error messages

The top 5 EHR usability problems and how to fix them!

This year at HIMSS in Las Vegas there was no shortage of talk about the “lack of usability” in EHRs.  In the final HIMSS16 show daily (Thursday March 3, 2016) there were four articles (“When EHRs cause Harm,” “5 UX steps to Healthy Clinical apps,” “Nurse: We face severe IT usability problems,” and “The leading health IT issues? Poor usability and missing safeguards”) that addressed some aspect of EHR usability.

For The Usability People, LLC the time for talk has long been over.  Many of you already know that we have been on an active campaign--by giving talks at conferences, on social media, and with our many Healthcare clients--to improve the usability of Health IT.  We don’t want more talk, we want to DO SOMETHING about this important healthcare issue.  Usability in healthcare it can save lives. 

 

Error message Errors - Don't blame the user

One of the easiest ways to improve the usability (and perceived usability) of a web application is to improve the text that appears on the screen specifically around labels, embedded assistance and error messages.

The best error message is one that you don't have to show!

Avoid errors by providing embedded assistance on more complex controls.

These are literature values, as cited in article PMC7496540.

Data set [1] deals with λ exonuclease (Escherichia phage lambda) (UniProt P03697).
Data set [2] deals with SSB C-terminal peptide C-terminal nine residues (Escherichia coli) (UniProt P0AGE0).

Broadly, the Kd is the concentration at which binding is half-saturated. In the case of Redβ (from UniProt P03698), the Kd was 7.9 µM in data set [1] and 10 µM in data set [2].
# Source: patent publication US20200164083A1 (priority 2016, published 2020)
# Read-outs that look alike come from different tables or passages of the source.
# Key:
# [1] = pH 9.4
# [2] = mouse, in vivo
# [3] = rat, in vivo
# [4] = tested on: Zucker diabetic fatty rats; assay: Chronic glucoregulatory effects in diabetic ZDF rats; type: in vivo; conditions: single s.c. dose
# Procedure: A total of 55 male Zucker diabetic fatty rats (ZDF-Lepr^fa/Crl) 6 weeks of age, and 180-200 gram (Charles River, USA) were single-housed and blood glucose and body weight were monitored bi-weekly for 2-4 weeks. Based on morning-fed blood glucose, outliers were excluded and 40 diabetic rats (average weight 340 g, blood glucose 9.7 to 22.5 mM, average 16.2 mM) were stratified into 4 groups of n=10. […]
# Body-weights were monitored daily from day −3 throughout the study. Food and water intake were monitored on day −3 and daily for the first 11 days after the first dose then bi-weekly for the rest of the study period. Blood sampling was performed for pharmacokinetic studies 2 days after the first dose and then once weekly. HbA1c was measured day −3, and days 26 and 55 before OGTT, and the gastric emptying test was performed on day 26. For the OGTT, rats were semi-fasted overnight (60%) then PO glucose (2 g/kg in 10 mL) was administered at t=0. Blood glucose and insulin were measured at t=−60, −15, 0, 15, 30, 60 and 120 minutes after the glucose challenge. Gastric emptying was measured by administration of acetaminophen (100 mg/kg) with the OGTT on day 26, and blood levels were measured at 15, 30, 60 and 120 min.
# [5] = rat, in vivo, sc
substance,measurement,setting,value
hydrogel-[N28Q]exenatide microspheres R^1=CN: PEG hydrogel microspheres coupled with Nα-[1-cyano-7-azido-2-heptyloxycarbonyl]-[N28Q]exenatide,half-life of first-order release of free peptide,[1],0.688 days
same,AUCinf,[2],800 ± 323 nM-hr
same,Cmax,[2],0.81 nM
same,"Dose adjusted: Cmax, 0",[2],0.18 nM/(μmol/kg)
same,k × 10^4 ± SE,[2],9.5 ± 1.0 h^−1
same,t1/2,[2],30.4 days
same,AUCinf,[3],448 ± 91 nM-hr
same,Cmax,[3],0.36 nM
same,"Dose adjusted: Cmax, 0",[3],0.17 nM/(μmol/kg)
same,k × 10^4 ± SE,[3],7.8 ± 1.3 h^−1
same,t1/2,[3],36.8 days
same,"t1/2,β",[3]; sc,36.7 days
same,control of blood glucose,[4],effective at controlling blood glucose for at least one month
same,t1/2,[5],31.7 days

Deep within many of the systems we evaluated lies a complex, and sometimes non-standard UI control feature that is critical to performing an important task.

In the ONC 2014 Edition Summative tests, this control was usually related to the “Clinical information reconciliation task.” The control was usually some type of “Shuttle” widget where the user selects multiple items from one or more lists and places them into a single reconciled list (of Problems, Allergies, and Medications)

A foolish consistency is the hobgoblin of little minds

A Foolish Consistency?

We recently enrolled in a “designer lite” onsite course at leading Business Process Management (BPM) vendor’s location. It had been quite a while since I was a student in such as class--usually I’ve been the one teaching classes. It was nice to be in the passenger seat this time and see via their established curriculum the development environment for their BPM.

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